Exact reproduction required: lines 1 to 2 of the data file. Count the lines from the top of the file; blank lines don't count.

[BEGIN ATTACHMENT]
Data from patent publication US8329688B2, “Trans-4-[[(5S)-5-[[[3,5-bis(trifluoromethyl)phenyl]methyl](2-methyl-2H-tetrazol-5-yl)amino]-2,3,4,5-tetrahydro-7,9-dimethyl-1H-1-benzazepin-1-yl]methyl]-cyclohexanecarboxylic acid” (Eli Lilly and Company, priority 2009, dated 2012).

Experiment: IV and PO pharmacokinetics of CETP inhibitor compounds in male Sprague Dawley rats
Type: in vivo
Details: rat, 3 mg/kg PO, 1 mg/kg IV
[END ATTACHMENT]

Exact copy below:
Data from patent publication US8329688B2, “Trans-4-[[(5S)-5-[[[3,5-bis(trifluoromethyl)phenyl]methyl](2-methyl-2H-tetrazol-5-yl)amino]-2,3,4,5-tetrahydro-7,9-dimethyl-1H-1-benzazepin-1-yl]methyl]-cyclohexanecarboxylic acid” (Eli Lilly and Company, priority 2009, dated 2012).

Experiment: IV and PO pharmacokinetics of CETP inhibitor compounds in male Sprague Dawley rats